Glaciers in the Himalaya are receding faster than in any other part of the world (see Table 10.9) and, if the present rate continues, the likelihood of them disappearing by the year 2035 and perhaps sooner is very high if the Earth keeps warming at the current rate. Its total area will likely shrink from the present 500,000 to 100,000 km2 by the year 2035 (WWF, 2005).

This projection was not included in the final summary for policymakers. The IPCC has since acknowledged that the date is incorrect, while reaffirming that the conclusion in the final summary was robust. They expressed regret for "the poor application of well-established IPCC procedures in this instance". The date of 2035 has been correctly quoted by the IPCC from the WWF report, which has misquoted its own source, an ICSI report "Variations of Snow and Ice in the past and at present on a Global and Regional Scale".

Rajendra K. Pachauri responded in an interview with Science.[67]

Overstatement of effects

Former IPCC chairman Robert Watson said, regarding the Himalayan glaciers estimation, "The mistakes all appear to have gone in the direction of making it seem like climate change is more serious by overstating the impact. That is worrying. The IPCC needs to look at this trend in the errors and ask why it happened".[68] Martin Parry, a climate expert[69] who had been co-chair of the IPCC working group II, said that "What began with a single unfortunate error over Himalayan glaciers has become a clamour without substance" and the IPCC had investigated the other alleged mistakes, which were "generally unfounded and also marginal to the assessment".[70]


The IPCC Fourth Assessment Report featured a graph showing 12 proxy based temperature reconstructions, including the three highlighted in the 2001 Third Assessment Report (TAR); Mann, Bradley & Hughes 1999 as before, Jones et al. 1998 and Briffa 2000 had both been calibrated by newer studies. In addition, analysis of the Medieval Warm Period cited reconstructions by Crowley & Lowery 2000 (as cited in the TAR) and Osborn & Briffa 2006. Ten of these 14 reconstructions covered 1,000 years or longer. Most reconstructions shared some data series, particularly tree ring data, but newer reconstructions used additional data and covered a wider area, using a variety of statistical methods. The section discussed the divergence problem affecting certain tree ring data.[71]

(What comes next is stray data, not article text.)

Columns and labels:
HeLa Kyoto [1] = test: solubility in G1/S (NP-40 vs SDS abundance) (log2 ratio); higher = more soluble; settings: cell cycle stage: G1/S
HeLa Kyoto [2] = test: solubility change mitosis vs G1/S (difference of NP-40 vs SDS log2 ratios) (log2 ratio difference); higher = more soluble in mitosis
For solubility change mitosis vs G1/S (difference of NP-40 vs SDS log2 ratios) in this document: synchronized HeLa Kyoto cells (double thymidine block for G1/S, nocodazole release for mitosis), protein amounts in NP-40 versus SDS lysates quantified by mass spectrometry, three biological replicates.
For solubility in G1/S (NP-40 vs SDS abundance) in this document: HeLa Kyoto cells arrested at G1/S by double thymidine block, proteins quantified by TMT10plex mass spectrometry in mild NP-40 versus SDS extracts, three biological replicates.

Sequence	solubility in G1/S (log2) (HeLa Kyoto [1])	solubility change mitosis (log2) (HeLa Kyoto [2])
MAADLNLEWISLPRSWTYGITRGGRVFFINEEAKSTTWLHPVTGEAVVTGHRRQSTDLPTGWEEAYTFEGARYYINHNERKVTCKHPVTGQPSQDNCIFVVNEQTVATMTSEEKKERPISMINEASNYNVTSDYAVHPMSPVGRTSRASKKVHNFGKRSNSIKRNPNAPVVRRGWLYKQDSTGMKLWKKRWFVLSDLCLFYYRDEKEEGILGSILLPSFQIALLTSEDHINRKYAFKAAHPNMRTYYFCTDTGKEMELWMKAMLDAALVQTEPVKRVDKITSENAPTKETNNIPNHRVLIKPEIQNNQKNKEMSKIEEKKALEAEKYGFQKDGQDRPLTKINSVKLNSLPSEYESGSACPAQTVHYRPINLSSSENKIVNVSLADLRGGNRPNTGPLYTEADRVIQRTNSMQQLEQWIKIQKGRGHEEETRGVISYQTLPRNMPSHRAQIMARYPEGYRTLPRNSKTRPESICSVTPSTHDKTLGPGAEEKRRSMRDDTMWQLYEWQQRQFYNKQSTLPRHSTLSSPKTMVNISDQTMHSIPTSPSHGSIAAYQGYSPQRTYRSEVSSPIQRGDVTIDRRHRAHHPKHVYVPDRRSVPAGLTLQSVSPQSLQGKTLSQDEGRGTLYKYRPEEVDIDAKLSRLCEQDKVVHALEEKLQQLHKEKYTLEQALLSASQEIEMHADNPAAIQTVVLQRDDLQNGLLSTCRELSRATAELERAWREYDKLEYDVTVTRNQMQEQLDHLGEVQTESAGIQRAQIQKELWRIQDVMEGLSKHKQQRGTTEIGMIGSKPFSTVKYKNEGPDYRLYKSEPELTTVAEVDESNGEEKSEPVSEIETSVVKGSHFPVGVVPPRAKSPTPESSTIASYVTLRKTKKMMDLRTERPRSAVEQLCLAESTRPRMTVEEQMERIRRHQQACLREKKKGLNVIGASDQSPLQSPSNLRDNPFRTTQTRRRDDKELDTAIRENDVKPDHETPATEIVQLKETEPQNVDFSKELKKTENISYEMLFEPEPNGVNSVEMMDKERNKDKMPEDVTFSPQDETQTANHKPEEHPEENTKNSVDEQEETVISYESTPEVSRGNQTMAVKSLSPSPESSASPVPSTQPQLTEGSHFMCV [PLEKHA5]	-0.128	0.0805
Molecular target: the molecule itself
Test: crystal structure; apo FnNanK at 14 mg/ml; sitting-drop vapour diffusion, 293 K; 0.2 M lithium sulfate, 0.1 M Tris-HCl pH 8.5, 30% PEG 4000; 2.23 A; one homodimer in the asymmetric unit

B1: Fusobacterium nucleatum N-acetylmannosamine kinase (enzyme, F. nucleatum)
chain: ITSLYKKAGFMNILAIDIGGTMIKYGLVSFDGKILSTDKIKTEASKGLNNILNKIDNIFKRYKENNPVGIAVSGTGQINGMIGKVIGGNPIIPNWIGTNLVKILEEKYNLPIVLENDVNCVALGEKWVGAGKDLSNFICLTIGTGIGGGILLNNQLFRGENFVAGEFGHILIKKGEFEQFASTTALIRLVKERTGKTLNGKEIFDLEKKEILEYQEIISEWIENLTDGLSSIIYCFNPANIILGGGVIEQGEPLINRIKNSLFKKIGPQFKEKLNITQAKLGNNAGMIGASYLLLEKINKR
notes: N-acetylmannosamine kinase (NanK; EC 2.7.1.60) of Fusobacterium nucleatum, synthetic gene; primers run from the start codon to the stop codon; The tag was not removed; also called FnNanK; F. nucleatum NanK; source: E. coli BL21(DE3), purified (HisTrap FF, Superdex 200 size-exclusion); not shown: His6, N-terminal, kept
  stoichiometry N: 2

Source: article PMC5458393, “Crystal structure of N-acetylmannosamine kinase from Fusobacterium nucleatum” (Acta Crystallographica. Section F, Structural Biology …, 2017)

See also


  1. ^
    • Academia Nacional de Medicina de Buenos Aires
    • Academy of Medical Sciences of Armenia
    • Austrian Academy of Sciences
    • Bangladesh Academy of Sciences
    • Academia Boliviana de Medicina
    • Brazilian Academy of Sciences
    • Cameroon Academy of Sciences
    • Chinese Academy of Engineering
    • Academia Nacional de Medicina de Colombia
    • Croatian Academy of Medical Sciences
    • Croatian Academy of Sciences and Arts
    • Academy of Scientific Research and Technology, Egypt
    • Académie Nationale de Médecine, France
    • The Delegation of the Finnish Academies of Science and Letters
    • Union of German Academies of Sciences and Humanities
    • Deutsche Akademie der Naturforscher, Leopoldina
    • Academia de Ciencias Medicas, Fisicas y Naturales de Guatemala
    • Hungarian Academy of Sciences
    • Indonesian Academy of Sciences
    • Accademia Nazionale dei Lincei
    • TWAS, academy of sciences for the developing world
    • Islamic World Academy of Sciences
    • Science Council of Japan
    • African Academy of Sciences
    • Kenya National Academy of Sciences
    • The National Academy of Sciences, Rep. of Korea
    • Akademi Sains Malaysia
    • National Academy of Medicine of Mexico
    • Nigerian Academy of Science
    • National Academy of Science and Technology, Philippines
    • Polish Academy of Sciences
    • The Caribbean Academy of Sciences
    • Russian Academy of Medical Sciences
    • Slovenian Academy of Sciences and Arts
    • Academy of Science of South Africa
    • National Academy of Sciences of Sri Lanka
    • Royal Swedish Academy of Sciences
    • The Tanzania Academy of Sciences
    • Thai Academy of Science and Technology
    • Turkish Academy of Sciences
    • Uganda National Academy Sciences
    • Academy of Medical Sciences, UK
    • Institute of Medicine, US NAS


  1. ^ according to: Canadian Institute for Climate Studies, CCIS project: Frequently Asked Questions Archived January 18, 2016, at the Wayback Machine; Table 4- 2: Overview of SRES scenario quantifications Archived June 2, 2016, at the Wayback Machine, in IPCC SRES 2000; Figure 2.11: Schematic illustration of SRES scenarios Archived June 2, 2016, at the Wayback Machine, in the Third AR?? (That's the url: ipcc_tar.)[citation needed]
  2. ^ a b c Press flyer announcing 2007 report Archived 2021-06-25 at the Wayback Machine IPCC
  3. ^ a b c d e f g h i j Synthesis Report of the IPCC Fourth Assessment Report (Climate Change 2007): Summary for Policymakers. IPCC. 2007. ISBN 978-92-9169-122-7. Archived from the original on 2021-08-20. Retrieved 2021-08-12.